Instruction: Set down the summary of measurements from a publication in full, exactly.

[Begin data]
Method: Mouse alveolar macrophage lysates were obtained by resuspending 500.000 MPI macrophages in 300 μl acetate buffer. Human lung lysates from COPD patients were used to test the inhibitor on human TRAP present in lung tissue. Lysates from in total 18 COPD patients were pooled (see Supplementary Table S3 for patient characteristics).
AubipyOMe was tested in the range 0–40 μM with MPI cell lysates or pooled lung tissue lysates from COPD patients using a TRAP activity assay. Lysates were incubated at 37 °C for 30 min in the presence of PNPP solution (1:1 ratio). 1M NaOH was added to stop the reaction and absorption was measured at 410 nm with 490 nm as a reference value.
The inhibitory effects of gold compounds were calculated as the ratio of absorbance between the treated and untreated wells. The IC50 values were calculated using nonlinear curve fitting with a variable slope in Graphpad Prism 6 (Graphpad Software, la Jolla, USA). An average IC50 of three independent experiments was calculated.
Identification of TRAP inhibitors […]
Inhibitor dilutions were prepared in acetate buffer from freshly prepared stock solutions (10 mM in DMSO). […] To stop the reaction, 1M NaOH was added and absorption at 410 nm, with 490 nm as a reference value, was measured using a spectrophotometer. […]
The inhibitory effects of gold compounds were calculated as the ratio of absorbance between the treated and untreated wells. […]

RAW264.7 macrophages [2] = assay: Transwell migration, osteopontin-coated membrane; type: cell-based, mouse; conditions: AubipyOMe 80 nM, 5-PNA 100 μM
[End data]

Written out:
Method: Mouse alveolar macrophage lysates were obtained by resuspending 500.000 MPI macrophages in 300 μl acetate buffer. Human lung lysates from COPD patients were used to test the inhibitor on human TRAP present in lung tissue. Lysates from in total 18 COPD patients were pooled (see Supplementary Table S3 for patient characteristics).
AubipyOMe was tested in the range 0–40 μM with MPI cell lysates or pooled lung tissue lysates from COPD patients using a TRAP activity assay. Lysates were incubated at 37 °C for 30 min in the presence of PNPP solution (1:1 ratio). 1M NaOH was added to stop the reaction and absorption was measured at 410 nm with 490 nm as a reference value.
The inhibitory effects of gold compounds were calculated as the ratio of absorbance between the treated and untreated wells. The IC50 values were calculated using nonlinear curve fitting with a variable slope in Graphpad Prism 6 (Graphpad Software, la Jolla, USA). An average IC50 of three independent experiments was calculated.
Identification of TRAP inhibitors […]
Inhibitor dilutions were prepared in acetate buffer from freshly prepared stock solutions (10 mM in DMSO). […] To stop the reaction, 1M NaOH was added and absorption at 410 nm, with 490 nm as a reference value, was measured using a spectrophotometer. […]
The inhibitory effects of gold compounds were calculated as the ratio of absorbance between the treated and untreated wells. […]

RAW264.7 macrophages [2] = assay: Transwell migration, osteopontin-coated membrane; type: cell-based, mouse; conditions: AubipyOMe 80 nM, 5-PNA 100 μM